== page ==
Below you will find a few stories and words of wisdom learned from the many Napier Engineers we have met. This is under construction so please bear with us:
If you have any further thoughts and additions that would please our readers then please do
A NAPIER GUIDE TO TOOLS AND HOW TO USE THEM
A tall upright machine useful for suddenly snatching flat metal bar stock out of your hands so that it smacks you in the chest and flings your tea across the workshop, denting the freshly-painted project which you had carefully set in the corner where nothing could get to it.
One of a family of cutting tools built on the Ouija board principle... It transforms human energy into a crooked, unpredictable motion, and the more you attempt to influence its course, the more dismal your future becomes.
Used to round off bolt heads. Sometimes used in the creation of blood-blisters.
Generally used after pliers to completely round off bolt heads. If nothing else is available, they can also be used to transfer intense welding heat to the palm of your hand.
A tool for opening paint cans. Sometimes used to convert common slotted screws into non-removable screws and butchering your palms.
Normally used to stab the vacuum seals under lids or for opening old-style paper-and-tin oil cans and splashing oil on your shirt; but can also be used, as the name implies, to strip out Phillips screw heads.
HAMMER: (Birmingham Screwdriver)
Originally employed as a weapon of war, the hammer nowadays is used as a kind of divining rod to locate the most expensive parts adjacent to the object we are trying to hit.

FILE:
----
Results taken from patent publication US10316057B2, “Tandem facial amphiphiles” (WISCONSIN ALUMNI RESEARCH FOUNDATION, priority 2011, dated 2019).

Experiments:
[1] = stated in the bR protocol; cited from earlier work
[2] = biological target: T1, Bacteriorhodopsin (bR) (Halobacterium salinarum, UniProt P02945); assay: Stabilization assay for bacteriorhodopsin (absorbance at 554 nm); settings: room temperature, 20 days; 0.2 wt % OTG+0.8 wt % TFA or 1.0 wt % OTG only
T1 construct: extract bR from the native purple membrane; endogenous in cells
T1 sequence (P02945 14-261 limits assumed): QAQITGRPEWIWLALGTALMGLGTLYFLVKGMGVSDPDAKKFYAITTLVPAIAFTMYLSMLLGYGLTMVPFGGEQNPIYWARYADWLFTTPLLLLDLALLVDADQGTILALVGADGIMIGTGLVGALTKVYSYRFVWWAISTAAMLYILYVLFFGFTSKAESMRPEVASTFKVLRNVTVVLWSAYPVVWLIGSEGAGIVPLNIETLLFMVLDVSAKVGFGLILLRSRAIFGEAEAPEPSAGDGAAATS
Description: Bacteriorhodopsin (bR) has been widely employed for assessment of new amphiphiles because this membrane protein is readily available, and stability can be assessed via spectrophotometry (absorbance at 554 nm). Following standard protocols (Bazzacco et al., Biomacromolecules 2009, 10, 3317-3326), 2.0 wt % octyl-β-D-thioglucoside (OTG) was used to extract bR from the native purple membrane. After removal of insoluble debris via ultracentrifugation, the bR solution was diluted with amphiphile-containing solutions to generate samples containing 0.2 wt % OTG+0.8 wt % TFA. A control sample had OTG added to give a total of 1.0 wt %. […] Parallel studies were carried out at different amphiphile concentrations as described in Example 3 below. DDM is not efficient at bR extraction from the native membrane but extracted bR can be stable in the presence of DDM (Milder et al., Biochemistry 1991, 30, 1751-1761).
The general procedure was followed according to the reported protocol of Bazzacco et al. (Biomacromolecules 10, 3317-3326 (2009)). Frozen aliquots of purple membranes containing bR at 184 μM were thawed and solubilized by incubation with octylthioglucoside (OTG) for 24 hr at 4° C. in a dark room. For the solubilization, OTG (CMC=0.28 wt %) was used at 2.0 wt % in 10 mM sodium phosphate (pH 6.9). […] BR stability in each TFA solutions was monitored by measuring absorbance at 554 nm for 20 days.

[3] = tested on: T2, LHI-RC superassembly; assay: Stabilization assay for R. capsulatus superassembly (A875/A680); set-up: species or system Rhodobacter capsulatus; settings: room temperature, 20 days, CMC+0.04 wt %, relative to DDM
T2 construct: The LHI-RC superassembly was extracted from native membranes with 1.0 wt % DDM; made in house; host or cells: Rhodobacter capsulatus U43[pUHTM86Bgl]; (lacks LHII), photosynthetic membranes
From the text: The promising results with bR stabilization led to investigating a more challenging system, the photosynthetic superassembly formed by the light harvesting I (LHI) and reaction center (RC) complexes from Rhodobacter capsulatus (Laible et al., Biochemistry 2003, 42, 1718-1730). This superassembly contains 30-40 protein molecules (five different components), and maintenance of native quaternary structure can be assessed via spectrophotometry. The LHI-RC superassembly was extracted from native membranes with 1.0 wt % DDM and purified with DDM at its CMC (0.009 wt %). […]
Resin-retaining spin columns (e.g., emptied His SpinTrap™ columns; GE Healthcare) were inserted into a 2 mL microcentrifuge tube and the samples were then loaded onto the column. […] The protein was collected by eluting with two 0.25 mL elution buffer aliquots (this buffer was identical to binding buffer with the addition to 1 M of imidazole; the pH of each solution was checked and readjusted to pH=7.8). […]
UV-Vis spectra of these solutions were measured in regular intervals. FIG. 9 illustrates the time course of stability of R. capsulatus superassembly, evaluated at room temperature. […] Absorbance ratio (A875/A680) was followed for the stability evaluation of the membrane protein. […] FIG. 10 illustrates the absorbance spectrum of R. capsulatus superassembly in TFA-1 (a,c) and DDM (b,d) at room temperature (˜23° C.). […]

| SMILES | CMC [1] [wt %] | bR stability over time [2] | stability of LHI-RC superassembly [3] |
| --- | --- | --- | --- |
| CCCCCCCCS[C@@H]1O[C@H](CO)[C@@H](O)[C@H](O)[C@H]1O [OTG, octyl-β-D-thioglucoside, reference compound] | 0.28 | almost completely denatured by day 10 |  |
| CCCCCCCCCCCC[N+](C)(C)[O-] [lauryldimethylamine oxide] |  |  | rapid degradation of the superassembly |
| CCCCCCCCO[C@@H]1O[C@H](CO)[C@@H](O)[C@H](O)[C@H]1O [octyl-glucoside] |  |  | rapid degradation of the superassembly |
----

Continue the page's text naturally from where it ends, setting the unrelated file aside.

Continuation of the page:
Used to open and slice through the contents of cardboard cartons delivered to your front door. Works particularly well on contents such as seats, vinyl records, liquids in plastic bottles, collector magazines, refund cheques, and rubber or plastic parts. Especially useful for slicing work clothes, but only while in use.
Used almost entirely for igniting various flammable objects in the workshop and creating a fire. Also handy for igniting the grease inside the wheel hub out of which you want to remove a bearing race.
Cleans paint off bolts and then throws them somewhere under the workbench with the speed of light. Also removes fingerprints and hard-earned callouses from fingers in about the time it takes you to say, 'Oh shit'.
A large stationary power saw primarily used by most shops to cut large pieces into smaller pieces that more easily fit into the trash after you cut on the inside of the line instead of the outside edge. Also good for Digit Removal!
A large stationary power tool commonly used to launch wood projectiles for testing wall integrity.
Very effective for digit removal !!
A portable cutting tool used to make boards too short.
Extremeley effective for digit removal !!!
An electric sanding tool commonly used to convert minor touch-up jobs into major refinishing jobs.
A tool for testing the maximum tensile strength of all the object you forgot to disconnect.
A tool used to crumple the metal surrounding a clip or bracket you needed to remove in order to replace a 50 pence part.
A tool used to make pipe too short.
SON OF A BITCH TOOL:
Any handy tool that you grab and throw across the workshop while yelling 'Son of a bitch' at the top of your lungs. It is also, most often, the next tool that you will need.
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